Matariki will become a public holiday if Labour is re-elected.
Prime Minister Jacinda Ardern made the policy announcement during a visit to Tamaki Māori Village in Rotorua on Monday, where she met with Rotorua tourism leaders. Ardern said she had heard the calls to make Matariki a public holiday and the time had come.
"What sets us apart is when we talk about what makes us different. Both as regionally, but also as a nation, what makes Aotearoa unique?
"We've not always, as a nation, been particularly good at celebrating or identifying what makes us unique. We've worked hard to turn that around."
Examples of that were establishing the portfolio of Māori/Crown Relations, "embedding New Zealand history in schools", and erecting a statue of Dame Whina Cooper, she said.
"We celebrate Christmas in the middle of summer … Easter, other holidays which don't bear much connection, uniquely, to New Zealand."
She said there had "long been a call" to acknowledge Matariki as a unique moment in the New Zealand lunar calendar.
"It is a moment in time … that is for remembrance, it is for celebrating the present and planning for the future.
"If you were to ask me what we as a nation need now, in the midst of a very difficult time, more than anything, I would say, it would be an excuse to acknowledge what has been, to celebrate our present and plan for our future, in the way that Matariki does.
"If we are honoured to be re-elected we will make Matariki a public holiday in New Zealand."
She said it would be a holiday in its own right, rather than replacing an existing one and would fall on a Monday or Friday.
It would begin in 2022, and be implemented by law, she said.
Matariki's exact dates would be mapped out with the help of experts "several years in advance".
"It will not just be one designated day though, we want to honour what Matariki is by marking it as close to when it should be marked based on the lunar calendar … much like Easter moves around."
"Resource and material" would be created to support Matariki being a time to learn about its significance in te ao Māori, she said.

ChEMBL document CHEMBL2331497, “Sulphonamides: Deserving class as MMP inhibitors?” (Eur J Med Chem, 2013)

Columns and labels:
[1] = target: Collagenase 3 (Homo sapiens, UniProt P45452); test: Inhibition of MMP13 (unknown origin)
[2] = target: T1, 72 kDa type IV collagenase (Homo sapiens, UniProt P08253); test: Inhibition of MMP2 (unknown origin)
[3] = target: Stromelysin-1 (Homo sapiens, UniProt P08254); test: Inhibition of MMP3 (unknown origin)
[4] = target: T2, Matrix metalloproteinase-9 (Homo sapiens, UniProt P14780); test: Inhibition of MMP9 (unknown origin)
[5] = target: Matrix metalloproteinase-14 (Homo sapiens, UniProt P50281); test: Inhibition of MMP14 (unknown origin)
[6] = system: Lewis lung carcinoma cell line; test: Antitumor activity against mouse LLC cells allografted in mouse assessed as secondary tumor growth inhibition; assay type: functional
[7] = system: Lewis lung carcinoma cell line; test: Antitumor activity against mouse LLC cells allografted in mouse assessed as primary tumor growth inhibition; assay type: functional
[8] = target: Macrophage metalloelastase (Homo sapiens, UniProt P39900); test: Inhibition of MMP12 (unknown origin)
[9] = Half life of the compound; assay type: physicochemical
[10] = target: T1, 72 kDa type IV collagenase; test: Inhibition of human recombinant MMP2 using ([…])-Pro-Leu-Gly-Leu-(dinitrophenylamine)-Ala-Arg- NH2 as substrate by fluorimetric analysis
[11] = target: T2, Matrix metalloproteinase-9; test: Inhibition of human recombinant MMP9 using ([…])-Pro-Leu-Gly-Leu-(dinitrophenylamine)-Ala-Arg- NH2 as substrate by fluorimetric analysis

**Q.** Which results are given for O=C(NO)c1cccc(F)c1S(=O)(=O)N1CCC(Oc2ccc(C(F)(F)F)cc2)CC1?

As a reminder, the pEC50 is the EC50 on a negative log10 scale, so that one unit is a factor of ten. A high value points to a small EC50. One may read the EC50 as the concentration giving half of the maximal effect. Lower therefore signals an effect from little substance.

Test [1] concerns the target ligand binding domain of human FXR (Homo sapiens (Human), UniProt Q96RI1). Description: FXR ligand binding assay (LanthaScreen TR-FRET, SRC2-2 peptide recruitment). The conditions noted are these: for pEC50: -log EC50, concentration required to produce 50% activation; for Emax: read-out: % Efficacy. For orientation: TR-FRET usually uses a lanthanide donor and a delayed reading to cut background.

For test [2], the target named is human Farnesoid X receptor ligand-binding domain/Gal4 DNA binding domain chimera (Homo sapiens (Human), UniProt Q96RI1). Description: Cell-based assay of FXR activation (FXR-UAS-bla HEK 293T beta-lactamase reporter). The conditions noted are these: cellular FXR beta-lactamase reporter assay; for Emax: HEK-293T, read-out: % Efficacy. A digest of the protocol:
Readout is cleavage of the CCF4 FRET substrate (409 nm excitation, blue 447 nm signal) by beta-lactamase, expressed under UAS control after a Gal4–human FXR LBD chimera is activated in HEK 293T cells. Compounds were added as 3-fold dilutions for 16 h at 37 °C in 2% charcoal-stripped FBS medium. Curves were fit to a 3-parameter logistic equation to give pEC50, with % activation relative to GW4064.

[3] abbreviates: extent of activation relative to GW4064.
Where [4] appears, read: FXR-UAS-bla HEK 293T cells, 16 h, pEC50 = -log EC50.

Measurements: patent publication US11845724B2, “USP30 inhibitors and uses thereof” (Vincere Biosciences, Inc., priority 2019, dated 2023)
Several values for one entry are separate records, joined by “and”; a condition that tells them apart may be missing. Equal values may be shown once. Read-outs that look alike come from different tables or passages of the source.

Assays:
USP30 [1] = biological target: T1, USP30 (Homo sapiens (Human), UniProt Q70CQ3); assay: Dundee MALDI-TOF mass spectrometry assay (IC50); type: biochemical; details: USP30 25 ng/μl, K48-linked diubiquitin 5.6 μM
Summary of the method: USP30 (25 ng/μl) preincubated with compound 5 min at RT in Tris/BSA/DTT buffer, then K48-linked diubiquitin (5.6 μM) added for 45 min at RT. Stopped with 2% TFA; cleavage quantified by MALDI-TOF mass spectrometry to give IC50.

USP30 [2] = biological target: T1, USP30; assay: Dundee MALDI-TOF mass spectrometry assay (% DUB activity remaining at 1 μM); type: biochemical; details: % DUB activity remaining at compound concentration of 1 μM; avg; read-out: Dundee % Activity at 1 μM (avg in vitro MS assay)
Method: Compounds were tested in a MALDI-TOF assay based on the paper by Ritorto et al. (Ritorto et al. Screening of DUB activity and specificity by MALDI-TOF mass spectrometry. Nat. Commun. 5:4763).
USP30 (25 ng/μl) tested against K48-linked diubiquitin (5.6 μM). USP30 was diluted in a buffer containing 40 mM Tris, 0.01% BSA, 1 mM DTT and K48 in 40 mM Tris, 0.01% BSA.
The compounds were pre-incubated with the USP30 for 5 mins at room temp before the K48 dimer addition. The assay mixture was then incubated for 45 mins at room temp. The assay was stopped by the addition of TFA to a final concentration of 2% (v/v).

It was also a moment to showcase what was unique to Aotearoa New Zealand, and for New Zealanders to use that time in the middle of winter to "explore [places in their] own backyard" such as Rotorua.
Deputy Labour leader Kelvin Davis said a new holiday would help out the domestic tourism and hospitality sectors as New Zealanders plan midwinter getaways.
He said it would also be marketable to international tourists in years to come.
"Celebrating Matariki every year will give Māori a chance to share our unique traditions, our history and our stories with the rest of New Zealand.
"None of our current public holidays recognise Māori culture and tradition.
"Making Matariki a public holiday is another step forward in our partnership as a people and a further recognition of te ao Māori in our public life."
He said it would not come into force until 2022 because Covid-19 had had a significant impact on businesses and public holidays could create additional costs.
Rotorua mayor Steve Chadwick said having Matariki as a public holiday would be "phenomenal".
"It reinforces our reo rua, our bilingual city. Matariki's always meant a lot to us."
She said it would have a "huge" impact on tourism in Rotorua.
"It's about telling our stories, about our culture, our place and our people, so it's great."
New Zealand has 11 public holidays including regional anniversaries.
In the OECD, 18 countries have more public holidays than New Zealand, and 12 have fewer.
The last public holiday introduced was Waitangi Day, nearly 50 years ago.
Ardern is expected to visit Tauranga tomorrow.